Will Gov. Rick Scott get it right when selecting a replacement for Lew Williams on the Pinellas School Board?

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As of last Friday, eight individuals have applied to fill the deceased Lew Williams’ seat on the Pinellas School Board.  But even with that many candidates to chose from, that doesn’t mean Gov. Rick Scott will get it right when selecting Williams’ replacement.

Of Florida’s 67 counties, few have been as difficult for Rick Scott to make inroads than Pinellas, a bastion of moderate Republicans, urban liberals and, of course, Charlie Crist acolytes.  A prominent local lobbyist approached by a staffer in Gov. Scott’s appointments office says they were asked for advice because, as the staffer admitted. Scott’s office doesn’t “have no clue what’s going on down there.”

That, so much, is obvious.

Scott delayed, then mishandled, making appointments to the St. Petersburg College Board of Trustees, allowing four of the five trustees who govern SPC to remain in their posts even though their terms have expired.

Asked to explain the delay, Gov. Scott’s press secretary Lane Wright explained, “When it comes to appointments, the governor has a lot on his plate.”

Yet, even after Scott made his choices for the SPC Board of Trustees, it was apparent, he has no clue what’s going on in Pinellas. Keeping Deveron Gibbons on the Board, while not reappointing Evelyn Bilirakis was a gross injustice.

Replacing Williams, who passed away in December, is Rick Scott’s first opportunity to show that he’s learned something – anything – about Pinellas politics, while also demonstrating he’s not tone deaf to racial sensitivities at a time when Scott is coming under fire for his handling of the controversy surrounding the hazing death of a FAMU student.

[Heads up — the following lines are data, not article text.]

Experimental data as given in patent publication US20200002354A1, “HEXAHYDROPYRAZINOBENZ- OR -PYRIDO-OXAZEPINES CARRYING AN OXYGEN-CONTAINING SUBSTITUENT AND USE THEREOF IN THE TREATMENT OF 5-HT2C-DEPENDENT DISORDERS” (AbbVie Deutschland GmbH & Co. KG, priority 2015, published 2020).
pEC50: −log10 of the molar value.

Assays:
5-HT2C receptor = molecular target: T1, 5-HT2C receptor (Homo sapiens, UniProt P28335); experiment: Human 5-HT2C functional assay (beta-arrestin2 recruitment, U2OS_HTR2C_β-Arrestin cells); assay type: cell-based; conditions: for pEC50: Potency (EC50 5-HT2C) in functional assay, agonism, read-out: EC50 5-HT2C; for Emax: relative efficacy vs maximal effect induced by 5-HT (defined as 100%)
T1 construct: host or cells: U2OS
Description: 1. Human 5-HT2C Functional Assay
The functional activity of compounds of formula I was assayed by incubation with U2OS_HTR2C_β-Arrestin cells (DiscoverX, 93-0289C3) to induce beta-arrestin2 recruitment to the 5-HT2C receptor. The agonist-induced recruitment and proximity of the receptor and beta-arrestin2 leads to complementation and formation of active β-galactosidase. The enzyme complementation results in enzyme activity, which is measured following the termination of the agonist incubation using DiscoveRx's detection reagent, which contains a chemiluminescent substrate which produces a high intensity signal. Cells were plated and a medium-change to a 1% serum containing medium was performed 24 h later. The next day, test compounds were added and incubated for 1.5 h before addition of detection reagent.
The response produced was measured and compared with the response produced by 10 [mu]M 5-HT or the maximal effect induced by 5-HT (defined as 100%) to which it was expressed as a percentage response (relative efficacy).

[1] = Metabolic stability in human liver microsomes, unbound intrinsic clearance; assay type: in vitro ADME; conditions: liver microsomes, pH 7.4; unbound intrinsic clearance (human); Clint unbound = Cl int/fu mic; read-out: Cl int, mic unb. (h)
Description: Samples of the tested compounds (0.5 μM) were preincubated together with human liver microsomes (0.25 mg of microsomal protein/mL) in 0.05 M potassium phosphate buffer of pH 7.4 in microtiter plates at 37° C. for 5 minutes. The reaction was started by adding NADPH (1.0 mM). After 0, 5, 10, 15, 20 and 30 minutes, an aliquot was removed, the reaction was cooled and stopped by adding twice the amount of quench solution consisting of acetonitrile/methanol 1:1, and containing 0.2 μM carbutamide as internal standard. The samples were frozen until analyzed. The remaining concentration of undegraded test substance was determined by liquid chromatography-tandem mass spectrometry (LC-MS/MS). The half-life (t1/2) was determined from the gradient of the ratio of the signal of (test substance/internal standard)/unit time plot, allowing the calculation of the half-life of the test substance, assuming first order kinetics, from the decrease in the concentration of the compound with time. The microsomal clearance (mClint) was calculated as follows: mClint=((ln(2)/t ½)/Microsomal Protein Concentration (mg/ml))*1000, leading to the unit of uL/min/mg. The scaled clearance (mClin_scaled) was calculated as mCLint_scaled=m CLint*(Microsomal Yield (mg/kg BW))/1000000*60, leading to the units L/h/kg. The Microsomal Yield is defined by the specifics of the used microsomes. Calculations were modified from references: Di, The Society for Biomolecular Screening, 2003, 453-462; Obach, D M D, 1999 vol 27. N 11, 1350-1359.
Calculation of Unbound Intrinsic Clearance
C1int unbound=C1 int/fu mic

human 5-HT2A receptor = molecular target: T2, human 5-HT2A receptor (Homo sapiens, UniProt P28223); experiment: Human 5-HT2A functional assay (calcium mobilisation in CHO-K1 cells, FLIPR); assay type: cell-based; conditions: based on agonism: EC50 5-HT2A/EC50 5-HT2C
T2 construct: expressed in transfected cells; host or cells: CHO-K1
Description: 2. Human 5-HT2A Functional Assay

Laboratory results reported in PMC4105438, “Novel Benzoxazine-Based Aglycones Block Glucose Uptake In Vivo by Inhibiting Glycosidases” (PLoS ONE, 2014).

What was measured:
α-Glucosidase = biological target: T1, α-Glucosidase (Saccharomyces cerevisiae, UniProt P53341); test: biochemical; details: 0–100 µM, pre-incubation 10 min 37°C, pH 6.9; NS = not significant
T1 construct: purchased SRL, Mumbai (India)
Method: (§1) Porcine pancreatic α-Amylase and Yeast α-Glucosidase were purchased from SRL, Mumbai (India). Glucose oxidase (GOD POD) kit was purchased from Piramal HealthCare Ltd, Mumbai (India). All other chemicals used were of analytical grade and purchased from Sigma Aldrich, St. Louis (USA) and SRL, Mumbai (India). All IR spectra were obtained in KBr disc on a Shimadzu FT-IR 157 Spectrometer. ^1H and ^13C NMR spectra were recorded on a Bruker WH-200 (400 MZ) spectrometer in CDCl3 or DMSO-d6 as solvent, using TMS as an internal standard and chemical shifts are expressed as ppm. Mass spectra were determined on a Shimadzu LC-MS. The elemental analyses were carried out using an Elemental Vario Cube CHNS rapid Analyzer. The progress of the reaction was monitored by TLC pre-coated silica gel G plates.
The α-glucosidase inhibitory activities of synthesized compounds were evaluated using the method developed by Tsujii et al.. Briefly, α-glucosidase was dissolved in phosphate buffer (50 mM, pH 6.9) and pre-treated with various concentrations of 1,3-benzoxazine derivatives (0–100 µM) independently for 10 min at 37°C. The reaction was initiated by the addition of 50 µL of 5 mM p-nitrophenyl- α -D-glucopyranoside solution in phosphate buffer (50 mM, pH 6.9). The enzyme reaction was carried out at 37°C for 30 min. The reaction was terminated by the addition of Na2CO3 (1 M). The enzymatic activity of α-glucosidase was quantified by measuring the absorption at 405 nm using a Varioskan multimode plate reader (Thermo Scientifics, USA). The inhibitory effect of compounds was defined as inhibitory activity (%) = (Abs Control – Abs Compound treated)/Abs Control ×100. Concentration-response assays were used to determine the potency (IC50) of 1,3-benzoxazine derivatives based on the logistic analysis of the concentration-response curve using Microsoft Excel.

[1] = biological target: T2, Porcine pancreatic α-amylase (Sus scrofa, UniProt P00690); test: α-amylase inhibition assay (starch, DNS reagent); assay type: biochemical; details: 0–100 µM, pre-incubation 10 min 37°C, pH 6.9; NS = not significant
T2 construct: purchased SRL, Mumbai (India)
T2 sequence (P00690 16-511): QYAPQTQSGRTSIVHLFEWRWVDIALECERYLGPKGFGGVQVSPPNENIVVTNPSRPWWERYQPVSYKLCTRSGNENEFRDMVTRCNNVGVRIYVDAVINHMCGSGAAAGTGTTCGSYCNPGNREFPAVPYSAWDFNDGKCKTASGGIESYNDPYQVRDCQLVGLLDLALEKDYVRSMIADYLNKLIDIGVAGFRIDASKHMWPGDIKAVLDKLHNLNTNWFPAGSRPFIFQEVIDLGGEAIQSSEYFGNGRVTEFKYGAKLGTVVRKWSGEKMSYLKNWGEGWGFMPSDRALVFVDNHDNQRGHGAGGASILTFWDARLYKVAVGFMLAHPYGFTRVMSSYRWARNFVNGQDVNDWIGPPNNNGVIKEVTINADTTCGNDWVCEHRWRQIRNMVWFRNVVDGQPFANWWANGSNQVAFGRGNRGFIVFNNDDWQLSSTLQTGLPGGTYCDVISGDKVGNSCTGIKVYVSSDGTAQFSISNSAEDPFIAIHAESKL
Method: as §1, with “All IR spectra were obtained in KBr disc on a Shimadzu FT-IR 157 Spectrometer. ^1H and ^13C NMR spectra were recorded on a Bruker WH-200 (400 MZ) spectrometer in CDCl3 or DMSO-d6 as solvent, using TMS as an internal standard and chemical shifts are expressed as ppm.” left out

Williams was the lone African American voice on the Pinellas County School Board, which, for decades, presided over a school system beset by desegregation and racial challenges.

Williams’ voice is now silent, but the community he represented is yearning to be heard, now as much as ever.  Williams replaced Mary Brown, who was the first black person to be elected to the board.

“To not have an African-American on the board is not a good idea,” Pinellas School Board member Janet Clark said. The community should “have faith that the board is representative of them.”

As Ron Matus reported, the seat encompasses the southernmost part of Pinellas County, where a majority of the students in 33 schools come from low-income homes and where four high schools are under state oversight due to poor student achievement. Black students make up 19 percent of the district’s student population.

“I would hope that Rick Scott has the political savvy to be advised of all these nuances,” Clark continued. But “I don’t know that he’s aware of all these things.”

Of the eight candidates who have applied, several candidates stand out, including Glen Glitzen, director of an educational nonprofit called Educate Today, who lists Sen. Jack Latvala and Gov. Scott’s general counsel Michael Sevi as references.

The other candidates include:

Jim Jackson, 67, of St. Petersburg, a retired Miami-Dade College professor who ran for the seat against Williams last year;

Cassandra Jackson, 52, of St. Petersburg, a paraprofessional at Thurgood Marshall Fundamental Middle School;

Richard “Dick” Kane;

Sean O’Flannery, 43, of St. Petersburg, a Lakewood High teacher who ran for school board in 2006;

Gerald “Jerry” Spilantro;

Michael-Christopher Tauchnitz, 43, of Oldsmar, a software engineer with Verifone;

Myrtle Williams, 67, of St. Petersburg, a retired associate provost with St. Petersburg College.

Peter Schorsch is the President of Extensive Enterprises and is the publisher of some of Florida’s most influential new media websites, including SaintPetersBlog.com, FloridaPolitics.com, ContextFlorida.com, and Sunburn, the morning read of what’s hot in Florida politics. SaintPetersBlog has for three years running been ranked by the Washington Post as the best state-based blog in Florida. In addition to his publishing efforts, Peter is a political consultant to several of the state’s largest governmental affairs and public relations firms. Peter lives in St. Petersburg with his wife, Michelle, and their daughter, Ella.